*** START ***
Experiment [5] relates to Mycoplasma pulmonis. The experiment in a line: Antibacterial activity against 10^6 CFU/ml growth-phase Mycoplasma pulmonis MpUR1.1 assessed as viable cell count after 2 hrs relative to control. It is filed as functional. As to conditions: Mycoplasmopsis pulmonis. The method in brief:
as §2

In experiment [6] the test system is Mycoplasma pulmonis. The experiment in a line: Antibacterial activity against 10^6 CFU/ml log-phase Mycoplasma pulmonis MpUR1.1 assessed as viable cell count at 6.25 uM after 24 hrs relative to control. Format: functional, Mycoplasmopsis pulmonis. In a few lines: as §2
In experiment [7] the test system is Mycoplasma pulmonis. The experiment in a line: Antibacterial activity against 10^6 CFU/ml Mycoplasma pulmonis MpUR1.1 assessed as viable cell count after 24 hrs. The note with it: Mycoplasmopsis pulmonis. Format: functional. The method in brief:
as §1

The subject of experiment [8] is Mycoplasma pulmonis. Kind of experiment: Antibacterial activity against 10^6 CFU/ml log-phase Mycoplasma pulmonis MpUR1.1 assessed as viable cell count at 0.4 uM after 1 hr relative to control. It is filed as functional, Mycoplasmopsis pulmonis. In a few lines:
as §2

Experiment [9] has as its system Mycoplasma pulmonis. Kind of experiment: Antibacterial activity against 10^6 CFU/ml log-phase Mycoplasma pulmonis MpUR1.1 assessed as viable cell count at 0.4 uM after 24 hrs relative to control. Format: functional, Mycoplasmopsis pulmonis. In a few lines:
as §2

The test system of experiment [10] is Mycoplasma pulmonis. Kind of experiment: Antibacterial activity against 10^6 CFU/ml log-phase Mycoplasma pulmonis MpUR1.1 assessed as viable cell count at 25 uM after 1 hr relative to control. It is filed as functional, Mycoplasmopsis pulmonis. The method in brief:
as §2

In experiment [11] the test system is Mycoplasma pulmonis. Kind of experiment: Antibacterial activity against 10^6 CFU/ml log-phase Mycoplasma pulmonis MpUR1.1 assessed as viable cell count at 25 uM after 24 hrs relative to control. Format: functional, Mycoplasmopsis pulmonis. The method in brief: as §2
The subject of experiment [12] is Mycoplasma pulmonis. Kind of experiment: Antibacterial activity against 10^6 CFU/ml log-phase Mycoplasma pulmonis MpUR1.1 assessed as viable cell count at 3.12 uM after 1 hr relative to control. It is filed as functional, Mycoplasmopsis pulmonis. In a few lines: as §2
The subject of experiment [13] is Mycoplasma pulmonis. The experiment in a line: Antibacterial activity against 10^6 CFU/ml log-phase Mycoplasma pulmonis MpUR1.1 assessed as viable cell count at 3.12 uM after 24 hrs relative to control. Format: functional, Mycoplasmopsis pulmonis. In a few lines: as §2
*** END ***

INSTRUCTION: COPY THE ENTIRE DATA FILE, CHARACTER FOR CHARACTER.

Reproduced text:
Experiment [5] relates to Mycoplasma pulmonis. The experiment in a line: Antibacterial activity against 10^6 CFU/ml growth-phase Mycoplasma pulmonis MpUR1.1 assessed as viable cell count after 2 hrs relative to control. It is filed as functional. As to conditions: Mycoplasmopsis pulmonis. The method in brief:
as §2

In experiment [6] the test system is Mycoplasma pulmonis. The experiment in a line: Antibacterial activity against 10^6 CFU/ml log-phase Mycoplasma pulmonis MpUR1.1 assessed as viable cell count at 6.25 uM after 24 hrs relative to control. Format: functional, Mycoplasmopsis pulmonis. In a few lines: as §2
In experiment [7] the test system is Mycoplasma pulmonis. The experiment in a line: Antibacterial activity against 10^6 CFU/ml Mycoplasma pulmonis MpUR1.1 assessed as viable cell count after 24 hrs. The note with it: Mycoplasmopsis pulmonis. Format: functional. The method in brief:
as §1

The subject of experiment [8] is Mycoplasma pulmonis. Kind of experiment: Antibacterial activity against 10^6 CFU/ml log-phase Mycoplasma pulmonis MpUR1.1 assessed as viable cell count at 0.4 uM after 1 hr relative to control. It is filed as functional, Mycoplasmopsis pulmonis. In a few lines:
as §2

Experiment [9] has as its system Mycoplasma pulmonis. Kind of experiment: Antibacterial activity against 10^6 CFU/ml log-phase Mycoplasma pulmonis MpUR1.1 assessed as viable cell count at 0.4 uM after 24 hrs relative to control. Format: functional, Mycoplasmopsis pulmonis. In a few lines:
as §2

The test system of experiment [10] is Mycoplasma pulmonis. Kind of experiment: Antibacterial activity against 10^6 CFU/ml log-phase Mycoplasma pulmonis MpUR1.1 assessed as viable cell count at 25 uM after 1 hr relative to control. It is filed as functional, Mycoplasmopsis pulmonis. The method in brief:
as §2

In experiment [11] the test system is Mycoplasma pulmonis. Kind of experiment: Antibacterial activity against 10^6 CFU/ml log-phase Mycoplasma pulmonis MpUR1.1 assessed as viable cell count at 25 uM after 24 hrs relative to control. Format: functional, Mycoplasmopsis pulmonis. The method in brief: as §2
The subject of experiment [12] is Mycoplasma pulmonis. Kind of experiment: Antibacterial activity against 10^6 CFU/ml log-phase Mycoplasma pulmonis MpUR1.1 assessed as viable cell count at 3.12 uM after 1 hr relative to control. It is filed as functional, Mycoplasmopsis pulmonis. In a few lines: as §2
The subject of experiment [13] is Mycoplasma pulmonis. The experiment in a line: Antibacterial activity against 10^6 CFU/ml log-phase Mycoplasma pulmonis MpUR1.1 assessed as viable cell count at 3.12 uM after 24 hrs relative to control. Format: functional, Mycoplasmopsis pulmonis. In a few lines: as §2